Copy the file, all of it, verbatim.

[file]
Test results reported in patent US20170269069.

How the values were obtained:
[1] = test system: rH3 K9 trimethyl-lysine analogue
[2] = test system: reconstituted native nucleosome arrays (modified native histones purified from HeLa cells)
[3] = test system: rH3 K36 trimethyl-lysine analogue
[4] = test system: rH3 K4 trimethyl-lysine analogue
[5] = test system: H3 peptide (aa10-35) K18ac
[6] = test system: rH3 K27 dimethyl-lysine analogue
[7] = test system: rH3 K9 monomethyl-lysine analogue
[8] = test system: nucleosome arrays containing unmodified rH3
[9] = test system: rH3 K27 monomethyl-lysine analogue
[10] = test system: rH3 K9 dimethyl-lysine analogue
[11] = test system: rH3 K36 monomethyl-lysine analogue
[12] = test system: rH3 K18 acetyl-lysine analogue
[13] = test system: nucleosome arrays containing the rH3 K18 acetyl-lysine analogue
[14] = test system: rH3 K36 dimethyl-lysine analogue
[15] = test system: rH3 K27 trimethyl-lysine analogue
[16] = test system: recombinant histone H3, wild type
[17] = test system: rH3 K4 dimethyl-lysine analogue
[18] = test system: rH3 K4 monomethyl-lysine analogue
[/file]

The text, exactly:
Test results reported in patent US20170269069.

How the values were obtained:
[1] = test system: rH3 K9 trimethyl-lysine analogue
[2] = test system: reconstituted native nucleosome arrays (modified native histones purified from HeLa cells)
[3] = test system: rH3 K36 trimethyl-lysine analogue
[4] = test system: rH3 K4 trimethyl-lysine analogue
[5] = test system: H3 peptide (aa10-35) K18ac
[6] = test system: rH3 K27 dimethyl-lysine analogue
[7] = test system: rH3 K9 monomethyl-lysine analogue
[8] = test system: nucleosome arrays containing unmodified rH3
[9] = test system: rH3 K27 monomethyl-lysine analogue
[10] = test system: rH3 K9 dimethyl-lysine analogue
[11] = test system: rH3 K36 monomethyl-lysine analogue
[12] = test system: rH3 K18 acetyl-lysine analogue
[13] = test system: nucleosome arrays containing the rH3 K18 acetyl-lysine analogue
[14] = test system: rH3 K36 dimethyl-lysine analogue
[15] = test system: rH3 K27 trimethyl-lysine analogue
[16] = test system: recombinant histone H3, wild type
[17] = test system: rH3 K4 dimethyl-lysine analogue
[18] = test system: rH3 K4 monomethyl-lysine analogue